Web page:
August 11, 2017

Analysis: Prolonged budget quagmire exacerbates Hartford's fiscal troubles

HBJ File Photo
HBJ File Photo
Hartford

[Editor's Note: This story has been updated with comments from the mayor.]

Moody's Investor Service this week alerted bondholders and the public that a continued delay in Connecticut's budget process will likely complicate the city of Hartford's efforts to extricate itself from its fiscal crisis.

Hartford Mayor Luke Bronin is considering debt restructuring, bankruptcy and other options as he waits for state lawmakers to pass a budget that's facing a deficit of more than $5 billion, though that shortfall has been offset by about $1.57 billion in savings achieved through a ratified labor concessions package.

In a seven-page "Frequently Asked Questions" white paper, Moody analysts note that the city will owe $3.8 million in debt payments in September -- less than three weeks away -- and faces another $26.9 million debt payment in October.

Moody's notes that the city currently has a B2 negative rating.

"Moody's rates debt, and since Hartford officials have openly discussed debt restructuring and hired legal counsel to assist with that, the agency decided to publish the 'FAQ' for anyone who owns Hartford bonds," said David Jacobson, Moody's vice president, communications – public finance group, in an email.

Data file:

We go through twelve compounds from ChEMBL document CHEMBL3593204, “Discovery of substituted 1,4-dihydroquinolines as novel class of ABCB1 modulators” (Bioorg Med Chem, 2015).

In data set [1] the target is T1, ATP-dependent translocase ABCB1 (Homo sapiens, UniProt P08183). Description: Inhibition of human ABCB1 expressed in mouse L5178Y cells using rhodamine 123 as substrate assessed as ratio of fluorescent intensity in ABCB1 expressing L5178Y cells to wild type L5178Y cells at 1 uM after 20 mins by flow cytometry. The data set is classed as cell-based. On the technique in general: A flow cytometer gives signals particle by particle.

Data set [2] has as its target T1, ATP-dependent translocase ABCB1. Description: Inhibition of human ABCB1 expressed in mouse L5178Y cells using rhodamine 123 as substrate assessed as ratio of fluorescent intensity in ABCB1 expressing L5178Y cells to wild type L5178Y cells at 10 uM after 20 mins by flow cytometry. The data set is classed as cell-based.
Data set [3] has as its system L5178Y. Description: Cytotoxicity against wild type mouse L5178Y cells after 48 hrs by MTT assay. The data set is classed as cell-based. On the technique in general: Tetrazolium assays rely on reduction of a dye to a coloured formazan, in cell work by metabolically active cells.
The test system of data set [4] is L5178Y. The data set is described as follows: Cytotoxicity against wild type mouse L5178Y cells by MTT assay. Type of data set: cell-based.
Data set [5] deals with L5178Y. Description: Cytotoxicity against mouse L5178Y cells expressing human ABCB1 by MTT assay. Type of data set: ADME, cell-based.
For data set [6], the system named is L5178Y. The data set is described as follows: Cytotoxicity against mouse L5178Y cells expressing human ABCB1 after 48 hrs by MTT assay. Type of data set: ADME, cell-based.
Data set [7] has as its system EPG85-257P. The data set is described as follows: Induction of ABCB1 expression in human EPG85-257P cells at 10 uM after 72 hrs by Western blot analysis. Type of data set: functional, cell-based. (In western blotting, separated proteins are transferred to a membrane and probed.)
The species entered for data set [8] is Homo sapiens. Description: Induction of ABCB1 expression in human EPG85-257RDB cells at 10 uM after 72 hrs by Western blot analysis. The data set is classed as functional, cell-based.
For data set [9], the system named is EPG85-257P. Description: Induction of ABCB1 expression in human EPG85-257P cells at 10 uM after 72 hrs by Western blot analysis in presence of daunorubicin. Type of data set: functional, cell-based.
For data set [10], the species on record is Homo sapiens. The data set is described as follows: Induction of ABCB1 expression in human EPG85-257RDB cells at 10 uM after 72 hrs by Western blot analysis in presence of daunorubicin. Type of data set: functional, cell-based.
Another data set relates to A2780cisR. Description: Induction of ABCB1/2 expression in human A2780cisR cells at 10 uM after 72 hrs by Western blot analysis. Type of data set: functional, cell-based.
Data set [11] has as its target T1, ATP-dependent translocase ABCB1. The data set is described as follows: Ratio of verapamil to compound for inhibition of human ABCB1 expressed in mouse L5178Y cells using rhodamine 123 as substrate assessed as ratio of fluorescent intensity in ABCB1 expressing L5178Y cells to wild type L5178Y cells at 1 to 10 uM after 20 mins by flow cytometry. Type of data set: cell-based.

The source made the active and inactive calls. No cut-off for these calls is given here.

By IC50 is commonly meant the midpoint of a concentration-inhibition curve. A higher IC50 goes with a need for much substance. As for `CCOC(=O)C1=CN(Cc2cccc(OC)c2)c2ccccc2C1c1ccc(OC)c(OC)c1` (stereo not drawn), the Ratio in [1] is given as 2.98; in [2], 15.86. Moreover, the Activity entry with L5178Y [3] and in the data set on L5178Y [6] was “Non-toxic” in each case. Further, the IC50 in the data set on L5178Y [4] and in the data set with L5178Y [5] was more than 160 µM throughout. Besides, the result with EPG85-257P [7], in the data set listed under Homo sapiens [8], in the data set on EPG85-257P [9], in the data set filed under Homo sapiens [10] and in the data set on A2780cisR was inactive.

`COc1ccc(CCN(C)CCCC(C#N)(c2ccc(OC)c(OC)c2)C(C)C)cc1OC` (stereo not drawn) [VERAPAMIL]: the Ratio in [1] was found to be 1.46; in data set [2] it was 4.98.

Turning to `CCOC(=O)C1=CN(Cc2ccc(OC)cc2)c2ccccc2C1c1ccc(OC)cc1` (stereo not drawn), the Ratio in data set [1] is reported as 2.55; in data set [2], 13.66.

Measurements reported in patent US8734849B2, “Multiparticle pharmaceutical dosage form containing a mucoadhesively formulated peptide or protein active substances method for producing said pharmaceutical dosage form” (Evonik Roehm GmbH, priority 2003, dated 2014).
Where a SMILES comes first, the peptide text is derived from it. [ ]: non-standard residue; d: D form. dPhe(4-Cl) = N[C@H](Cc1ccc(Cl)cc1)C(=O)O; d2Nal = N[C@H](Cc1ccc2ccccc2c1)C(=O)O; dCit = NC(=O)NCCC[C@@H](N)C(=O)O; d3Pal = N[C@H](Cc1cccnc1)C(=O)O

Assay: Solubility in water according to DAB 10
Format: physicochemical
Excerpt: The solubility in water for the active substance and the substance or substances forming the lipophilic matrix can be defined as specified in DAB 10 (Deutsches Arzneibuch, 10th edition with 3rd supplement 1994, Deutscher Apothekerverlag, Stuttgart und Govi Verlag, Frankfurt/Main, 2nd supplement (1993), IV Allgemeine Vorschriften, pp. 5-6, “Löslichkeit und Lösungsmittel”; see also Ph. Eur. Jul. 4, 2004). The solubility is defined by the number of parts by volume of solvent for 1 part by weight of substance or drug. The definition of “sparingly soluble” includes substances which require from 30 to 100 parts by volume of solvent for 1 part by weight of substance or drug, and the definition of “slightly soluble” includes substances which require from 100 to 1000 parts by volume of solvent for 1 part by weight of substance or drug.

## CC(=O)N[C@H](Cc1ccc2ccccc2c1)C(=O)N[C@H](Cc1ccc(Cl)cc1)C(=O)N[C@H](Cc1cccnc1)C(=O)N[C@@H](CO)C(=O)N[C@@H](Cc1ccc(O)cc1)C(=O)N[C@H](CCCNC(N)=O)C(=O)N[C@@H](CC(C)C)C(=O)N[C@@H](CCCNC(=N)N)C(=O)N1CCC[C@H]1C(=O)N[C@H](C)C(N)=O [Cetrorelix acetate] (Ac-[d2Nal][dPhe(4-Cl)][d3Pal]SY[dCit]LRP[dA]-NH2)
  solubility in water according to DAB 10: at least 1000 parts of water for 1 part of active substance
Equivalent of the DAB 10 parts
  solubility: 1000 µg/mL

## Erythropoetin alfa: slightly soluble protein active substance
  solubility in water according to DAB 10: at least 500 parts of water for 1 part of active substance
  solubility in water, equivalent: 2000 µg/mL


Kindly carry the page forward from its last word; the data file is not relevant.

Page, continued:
With the increasing chance of some combination of restructuring, default, or a Chapter 9 municipal bankruptcy, "there is a growing chance these bondholders will see losses," he said. "The FAQ is unusual but Hartford's situation is unusual, as municipal defaults and bankruptcies are rare occurrences."

Of the tools available, Moody's highlights options less likely to be used -- including raising property taxes and cutting expenditures further, but also reviews more plausible options like refinancing or restructuring debt.

Refinancing could be used "to alleviate pressure in ... high debt service years, which in combination with other actions, such as additional state aid and cost savings, could stabilize the city's finances," analysts wrote.

Bronin said in an emailed statement that the report shows just how much cooperation is necessary beyond the local level to address the city's issues. That includes "real" participation from labor, bondholders, other stakeholders and "a new partnership" with the state, he said.

"We're managing our liquidity, but we will face significant stress in the second quarter of the fiscal year, and that pressure will build quickly without a state budget," Bronin wrote. "While we're very concerned about liquidity, we're also focused on the ultimate goal of sustainability, which requires much more than simply managing liquidity. That's why we are examining all of our restructuring options.

"The entire state of Connecticut should feel invested in the success of our effort, because a fiscally sound and strong Hartford is vital for Connecticut's economic future."

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